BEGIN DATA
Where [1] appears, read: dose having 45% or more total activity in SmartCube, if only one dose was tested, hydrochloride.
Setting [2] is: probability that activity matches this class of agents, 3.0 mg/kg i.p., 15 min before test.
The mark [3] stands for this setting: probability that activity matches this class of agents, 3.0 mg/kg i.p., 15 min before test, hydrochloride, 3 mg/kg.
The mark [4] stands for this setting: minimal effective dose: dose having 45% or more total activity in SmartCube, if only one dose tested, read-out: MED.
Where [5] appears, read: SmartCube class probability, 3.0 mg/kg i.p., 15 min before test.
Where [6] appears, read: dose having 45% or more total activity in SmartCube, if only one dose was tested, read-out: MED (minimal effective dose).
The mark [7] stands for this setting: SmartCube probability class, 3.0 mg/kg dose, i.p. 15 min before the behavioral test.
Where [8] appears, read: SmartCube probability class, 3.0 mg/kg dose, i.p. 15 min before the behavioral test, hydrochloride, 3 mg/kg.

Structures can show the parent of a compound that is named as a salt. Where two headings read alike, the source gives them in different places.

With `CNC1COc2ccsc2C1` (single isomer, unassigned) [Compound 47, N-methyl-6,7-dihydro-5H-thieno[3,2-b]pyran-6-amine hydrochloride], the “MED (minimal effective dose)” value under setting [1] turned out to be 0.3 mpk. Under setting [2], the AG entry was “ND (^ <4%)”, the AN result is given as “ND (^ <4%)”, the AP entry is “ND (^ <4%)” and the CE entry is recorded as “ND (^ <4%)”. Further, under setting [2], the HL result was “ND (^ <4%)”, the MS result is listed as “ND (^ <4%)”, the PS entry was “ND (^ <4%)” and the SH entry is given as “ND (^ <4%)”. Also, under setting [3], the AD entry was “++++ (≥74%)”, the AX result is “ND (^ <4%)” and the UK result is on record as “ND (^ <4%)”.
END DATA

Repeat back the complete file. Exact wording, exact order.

Where [1] appears, read: dose having 45% or more total activity in SmartCube, if only one dose was tested, hydrochloride.
Setting [2] is: probability that activity matches this class of agents, 3.0 mg/kg i.p., 15 min before test.
The mark [3] stands for this setting: probability that activity matches this class of agents, 3.0 mg/kg i.p., 15 min before test, hydrochloride, 3 mg/kg.
The mark [4] stands for this setting: minimal effective dose: dose having 45% or more total activity in SmartCube, if only one dose tested, read-out: MED.
Where [5] appears, read: SmartCube class probability, 3.0 mg/kg i.p., 15 min before test.
Where [6] appears, read: dose having 45% or more total activity in SmartCube, if only one dose was tested, read-out: MED (minimal effective dose).
The mark [7] stands for this setting: SmartCube probability class, 3.0 mg/kg dose, i.p. 15 min before the behavioral test.
Where [8] appears, read: SmartCube probability class, 3.0 mg/kg dose, i.p. 15 min before the behavioral test, hydrochloride, 3 mg/kg.

Structures can show the parent of a compound that is named as a salt. Where two headings read alike, the source gives them in different places.

With `CNC1COc2ccsc2C1` (single isomer, unassigned) [Compound 47, N-methyl-6,7-dihydro-5H-thieno[3,2-b]pyran-6-amine hydrochloride], the “MED (minimal effective dose)” value under setting [1] turned out to be 0.3 mpk. Under setting [2], the AG entry was “ND (^ <4%)”, the AN result is given as “ND (^ <4%)”, the AP entry is “ND (^ <4%)” and the CE entry is recorded as “ND (^ <4%)”. Further, under setting [2], the HL result was “ND (^ <4%)”, the MS result is listed as “ND (^ <4%)”, the PS entry was “ND (^ <4%)” and the SH entry is given as “ND (^ <4%)”. Also, under setting [3], the AD entry was “++++ (≥74%)”, the AX result is “ND (^ <4%)” and the UK result is on record as “ND (^ <4%)”.